This section explains how to study to achieve your goals in an efficient manner.
Previously, we have introduced the timing of review and the learning method using the dispersion effect.
- How often do I need to review to remember effectively?
- How much time should I allow for reviewing from the time I first learned the material so that I can remember it more efficiently?
- How to use memorization cards for efficient memorization
- Cases where immediate review is more efficient.
In this article, I will introduce how to learn by using tests.
Specifically, we will identify how effective it is to use quizzes in review.
In fact, if you study for the same amount of time, you will be able to get up to twice as many points with the test effect than without it.
- Which is more profitable, reading-only review or test-style review?
- Experimental results: Testing is twice as efficient as using the same amount of time.
- There are tricks to using quizzes effectively.
- The interval between tests is key.
- What you need to know in order to study efficiently
Which is more profitable, reading-only review or test-style review?
What is a test anyway?
A common answer would be that it is an opportunity to test how well you understand what you have learned so far.
If the test is only meant to test academic skills, then of course taking the test itself has no power to improve academic performance.
However, recent research has shown that simply taking a test can improve academic performance.
Moreover, if you do the test efficiently, you can reduce your overall study time and still get a high score.
Here is an experiment published in 2008 by a research group in the United States.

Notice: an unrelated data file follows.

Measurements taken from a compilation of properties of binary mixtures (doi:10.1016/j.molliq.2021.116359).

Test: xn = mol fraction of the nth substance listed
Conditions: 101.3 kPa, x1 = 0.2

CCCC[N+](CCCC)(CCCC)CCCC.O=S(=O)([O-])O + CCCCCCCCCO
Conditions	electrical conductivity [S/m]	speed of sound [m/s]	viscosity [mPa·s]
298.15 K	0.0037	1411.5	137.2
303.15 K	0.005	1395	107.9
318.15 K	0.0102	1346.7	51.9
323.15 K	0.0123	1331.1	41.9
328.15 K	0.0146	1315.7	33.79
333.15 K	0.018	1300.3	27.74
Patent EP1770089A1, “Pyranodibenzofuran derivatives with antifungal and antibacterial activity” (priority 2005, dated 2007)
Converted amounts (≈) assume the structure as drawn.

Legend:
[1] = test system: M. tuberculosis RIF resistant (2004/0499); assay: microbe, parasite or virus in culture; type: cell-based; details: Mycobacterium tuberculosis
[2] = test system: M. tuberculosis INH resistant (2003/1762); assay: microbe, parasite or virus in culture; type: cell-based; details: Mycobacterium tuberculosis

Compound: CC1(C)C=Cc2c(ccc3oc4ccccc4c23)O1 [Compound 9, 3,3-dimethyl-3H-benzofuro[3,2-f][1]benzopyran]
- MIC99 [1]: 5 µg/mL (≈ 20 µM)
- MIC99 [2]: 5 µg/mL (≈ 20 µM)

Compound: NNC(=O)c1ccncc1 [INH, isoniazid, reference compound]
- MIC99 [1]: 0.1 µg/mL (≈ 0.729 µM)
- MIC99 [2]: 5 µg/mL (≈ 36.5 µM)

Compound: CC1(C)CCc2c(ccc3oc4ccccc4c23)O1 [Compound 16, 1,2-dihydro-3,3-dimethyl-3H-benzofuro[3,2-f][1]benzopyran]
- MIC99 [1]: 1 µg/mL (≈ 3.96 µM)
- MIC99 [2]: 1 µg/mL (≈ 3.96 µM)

Karpicke, J. D. & Roediger III, H. L. (2008) The critical importance of retrieval for learning.
In this experiment, college students (Americans) were challenged to learn and test a foreign language word (Swahili).
First, the Swahili words and their meanings are presented on the computer screen.
There are 40 words and their meanings in a row for students to memorize.
After this study is completed, a test will follow.
In the test, only the Swahili words are presented on the screen, and the students type their meanings on the keyboard.
The average score on this test was about 30 out of 100.
The students who participated in the experiment were then divided into four groups as follows, and the Swahili language was relearned and retested repeatedly.
Re-learning here means revisiting the words and their translations for review.
On the other hand, in the retest, you will only see the word and answer its translation by yourself.
In summary, relearning refers to a “read-only” review method that does not use a test format, while retesting refers to a review method that uses quizzes.